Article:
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From Piotr Kołaczkowski (JIRA) <j...@apache.org>
Subject [jira] [Commented] (HTTPCLIENT-1684) 100-Continue support broken
Date Tue, 08 Sep 2015 17:31:45 GMT

    [ https://issues.apache.org/jira/browse/HTTPCLIENT-1684?page=com.atlassian.jira.plugin.system.issuetabpanels:comment-tabpanel&focusedCommentId=14735227#comment-14735227

Piotr Kołaczkowski commented on HTTPCLIENT-1684:

I asked guys on the http-wg mailing list about this and I've got the response from Roy T Fielding
(the co-founder of Apache HTTP project):

> Hello Guys,
> In HTTP/1.1, if the server gets a request with "Expect: 100-Continue" and, after validation
of the head of the message, it decides to respond with an error status code (e.g. 4xx or 5xx)
but it doesn't close the connection, what state should it transition to? Should it wait for
the rest of the body (and discard it) or should it immediately reset back to the initial state
and wait for the next request in the sequence?
> Also, on the client side - when the client receives a final response instead of status
100 and decides not to close the connection, can it immediately jump to sending the next request,
or does it have to send the remaining body?
> One of the requirement says:
> "Upon receiving a request which includes an Expect request-header
> field with the "100-continue" expectation, an origin server MUST
> either respond with 100 (Continue) status and continue to read
> from the input stream, or respond with a final status code. The
> origin server MUST NOT wait for the request body before sending
> the 100 (Continue) response. If it responds with a final status
> code, it MAY close the transport connection or it MAY continue
> to read and discard the rest of the request.  It MUST NOT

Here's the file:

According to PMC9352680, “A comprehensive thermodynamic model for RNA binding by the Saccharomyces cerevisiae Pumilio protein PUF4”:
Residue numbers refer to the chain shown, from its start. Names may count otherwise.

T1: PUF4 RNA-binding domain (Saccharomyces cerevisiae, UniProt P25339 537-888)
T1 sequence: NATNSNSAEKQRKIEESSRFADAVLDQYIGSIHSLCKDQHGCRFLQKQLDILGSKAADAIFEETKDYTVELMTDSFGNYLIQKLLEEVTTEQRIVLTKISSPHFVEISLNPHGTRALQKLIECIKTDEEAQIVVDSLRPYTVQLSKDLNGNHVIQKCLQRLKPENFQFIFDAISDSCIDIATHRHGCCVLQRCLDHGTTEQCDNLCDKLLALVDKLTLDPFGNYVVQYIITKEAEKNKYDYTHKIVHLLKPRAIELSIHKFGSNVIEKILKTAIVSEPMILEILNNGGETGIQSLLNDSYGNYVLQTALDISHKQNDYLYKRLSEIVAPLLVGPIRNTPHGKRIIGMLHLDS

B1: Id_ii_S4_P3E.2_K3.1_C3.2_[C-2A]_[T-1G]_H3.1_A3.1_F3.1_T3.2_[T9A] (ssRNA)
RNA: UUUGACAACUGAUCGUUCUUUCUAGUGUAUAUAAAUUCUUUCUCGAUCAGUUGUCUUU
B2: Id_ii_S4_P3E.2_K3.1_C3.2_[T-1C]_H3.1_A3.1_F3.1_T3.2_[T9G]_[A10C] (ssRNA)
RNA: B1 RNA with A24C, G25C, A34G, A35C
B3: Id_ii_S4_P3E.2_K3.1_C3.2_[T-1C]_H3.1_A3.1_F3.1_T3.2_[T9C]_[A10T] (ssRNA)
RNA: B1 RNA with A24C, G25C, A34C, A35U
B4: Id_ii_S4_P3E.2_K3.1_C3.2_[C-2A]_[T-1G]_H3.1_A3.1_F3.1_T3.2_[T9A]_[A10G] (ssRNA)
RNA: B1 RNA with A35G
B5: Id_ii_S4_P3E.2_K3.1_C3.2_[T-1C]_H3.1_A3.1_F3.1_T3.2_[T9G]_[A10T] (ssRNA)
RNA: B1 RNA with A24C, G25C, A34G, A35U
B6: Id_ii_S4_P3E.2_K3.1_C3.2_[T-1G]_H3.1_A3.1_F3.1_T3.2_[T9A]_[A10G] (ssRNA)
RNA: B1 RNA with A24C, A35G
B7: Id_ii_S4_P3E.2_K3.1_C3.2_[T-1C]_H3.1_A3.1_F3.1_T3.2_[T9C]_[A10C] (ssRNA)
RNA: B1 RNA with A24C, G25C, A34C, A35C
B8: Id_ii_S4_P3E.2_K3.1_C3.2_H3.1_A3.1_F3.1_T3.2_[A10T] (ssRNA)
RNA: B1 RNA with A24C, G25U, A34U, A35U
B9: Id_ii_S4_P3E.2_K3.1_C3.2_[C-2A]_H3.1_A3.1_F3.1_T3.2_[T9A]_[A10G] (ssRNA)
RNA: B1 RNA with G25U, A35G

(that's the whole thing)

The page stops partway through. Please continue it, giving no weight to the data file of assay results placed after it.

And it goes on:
> perform the requested method if it returns a final status code"
> which pushes me toward thinking that after sending the final status code, if the server
does not close the connection, the server would be still waiting for the rest of the request
(to be discarded), and must not move on to processing the next request on the same connection
until it gets the end of the body (last chunk or all content-length bytes). Is it a correct

Yes. Either side can choose to close the connection, but the server can't see another request
until it has read past the framing of the first request. Most servers choose to close the
connection if the response is non-2xx because 100-continue is meant to abort the send when
it is unwanted.


Please mark this ticket as either Reopened or Won't fix, but not Invalid. 

> 100-Continue support broken
> ---------------------------
>                 Key: HTTPCLIENT-1684
>                 URL: https://issues.apache.org/jira/browse/HTTPCLIENT-1684
>             Project: HttpComponents HttpClient
>          Issue Type: Bug
>          Components: HttpClient
>    Affects Versions: 4.5
>         Environment: Linux Mint 17.2, Oracle Java 8 u60
>            Reporter: Piotr Kołaczkowski
> Handling of Expect: 100-Continue is partially broken.
> After getting the Expect header, the server is allowed to:
> 1. respond with an HTTP 100 Continue status 
> 2. respond with HTTP 417 Expectation Failed status
> 3. respond with the final HTTP answer, typically an error.
> Handling of situation 1. seems to work ok. I haven't checked the scenario 2. But scenario
3. is broken, at least when using chunked transfer encoding.
> {quote}
> 8.2.2 Monitoring Connections for Error Status Messages
> An HTTP/1.1 (or later) client sending a message-body SHOULD monitor the network connection
for an error status while it is transmitting the request. If the client sees an error status,
it SHOULD immediately cease transmitting the body. If the body is being sent using a "chunked"
encoding (section 3.6), a zero length chunk and empty trailer MAY be used to prematurely mark
the end of the message. If the body was preceded by a Content-Length header, the client MUST
close the connection. 
> {quote}
> The problem is that HttpClient does *not* send the last chunk in this case, nor terminates
the connection, nor continues sending the body which are the only options allowed by the specs.
Instead it just happily returns the response to the user and doesn't send anything to the
server, keeping the connection open. This breaks subsequent requests on this connection, since
a standard-compliant server would expect the request body and would interpret any subsequent
HTTP status line as an entity chunk instead of a new request.
> Debugging this is unfortunately quite hard, since many of the servers got this wrong
either and they just close the connection in this case, which is a safe, but suboptimal default.

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